And Dahlia Lithwick's procedural piece on the evidence of the case stops, in the middle of a paragraph criticizing the word choices of conservative pundits*, to call the victim "this nameless accuser," as if the poor woman is responsible, on top of all her other sins**, for the press's longstanding policy of not naming rape victims.

I wonder when the Post plans to do its credulous, admiring story of a woman who has bravely fought back against classism and misogyny to put her rapists behind bars. Oh, right, never. I suppose it's much more newsworthy when a Catholic priest comes forward as a rape victim -- the Post can legitimately argue this is the case. After all, women are raped -- and disbelieved -- all the time. Nothing to see there, folks. Move along.

*read: bebowtied nitwits and pill-popping bigots
**e.g., being poor, being black, getting drugged, getting raped, choosing the lucrative sex trade instead of a McJob to pay for college, and offending Mr. Robinson with her "poor choices"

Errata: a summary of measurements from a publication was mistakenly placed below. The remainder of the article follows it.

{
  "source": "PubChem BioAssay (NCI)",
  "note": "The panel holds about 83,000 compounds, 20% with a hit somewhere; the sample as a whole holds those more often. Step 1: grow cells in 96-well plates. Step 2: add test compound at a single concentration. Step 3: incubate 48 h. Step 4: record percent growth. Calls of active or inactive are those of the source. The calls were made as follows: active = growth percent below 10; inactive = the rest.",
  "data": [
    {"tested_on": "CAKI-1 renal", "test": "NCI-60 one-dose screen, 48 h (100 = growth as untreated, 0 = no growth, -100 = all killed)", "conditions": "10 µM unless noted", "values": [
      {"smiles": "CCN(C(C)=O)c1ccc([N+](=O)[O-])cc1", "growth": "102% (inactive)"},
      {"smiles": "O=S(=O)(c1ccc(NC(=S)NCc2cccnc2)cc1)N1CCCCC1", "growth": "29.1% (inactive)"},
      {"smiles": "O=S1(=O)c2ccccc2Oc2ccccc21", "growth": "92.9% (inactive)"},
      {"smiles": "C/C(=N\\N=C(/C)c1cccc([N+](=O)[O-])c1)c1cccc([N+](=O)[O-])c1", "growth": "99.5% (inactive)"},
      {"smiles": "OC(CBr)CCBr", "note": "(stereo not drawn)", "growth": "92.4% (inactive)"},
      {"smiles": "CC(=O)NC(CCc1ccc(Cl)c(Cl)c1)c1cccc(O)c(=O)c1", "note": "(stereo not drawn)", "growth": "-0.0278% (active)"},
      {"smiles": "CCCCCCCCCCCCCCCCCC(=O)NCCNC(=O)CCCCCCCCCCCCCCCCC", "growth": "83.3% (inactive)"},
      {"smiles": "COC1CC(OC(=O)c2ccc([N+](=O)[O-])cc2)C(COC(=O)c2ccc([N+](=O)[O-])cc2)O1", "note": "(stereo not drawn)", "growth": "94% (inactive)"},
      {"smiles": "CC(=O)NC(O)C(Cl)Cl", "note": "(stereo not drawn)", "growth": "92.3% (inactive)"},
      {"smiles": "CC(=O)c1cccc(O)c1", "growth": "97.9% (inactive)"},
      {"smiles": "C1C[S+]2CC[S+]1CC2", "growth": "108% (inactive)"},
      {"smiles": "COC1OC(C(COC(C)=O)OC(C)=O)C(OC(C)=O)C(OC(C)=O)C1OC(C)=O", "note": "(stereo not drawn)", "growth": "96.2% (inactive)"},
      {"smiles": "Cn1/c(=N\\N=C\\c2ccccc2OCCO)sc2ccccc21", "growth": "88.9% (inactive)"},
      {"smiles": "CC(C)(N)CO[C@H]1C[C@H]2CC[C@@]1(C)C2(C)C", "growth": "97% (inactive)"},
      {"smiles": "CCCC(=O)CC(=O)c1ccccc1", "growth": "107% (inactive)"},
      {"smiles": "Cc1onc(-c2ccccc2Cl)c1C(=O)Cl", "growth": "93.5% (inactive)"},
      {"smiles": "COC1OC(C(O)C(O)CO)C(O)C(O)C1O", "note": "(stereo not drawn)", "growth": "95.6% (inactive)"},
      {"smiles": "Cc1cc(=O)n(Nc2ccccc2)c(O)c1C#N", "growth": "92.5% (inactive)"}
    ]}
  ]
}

Monday, April 17, 2006

What is Mary Harron's Problem?

The Feminist Director Always Casts A Superficial Spotlight onto the Darkness

The Notorious Bettie Page follows American Psycho and I Shot Andy Warhol

Director Mary Harron is drawn to dark personalities and behaviors but is too afraid to look straight-on at what she's exploring in her movies. Because of this her movies always wind up incredibly, disappointingly shallow. They are studies of the superficial when they could and should have been so much more. It makes me wish she wouldn't bother to "explore" these topics.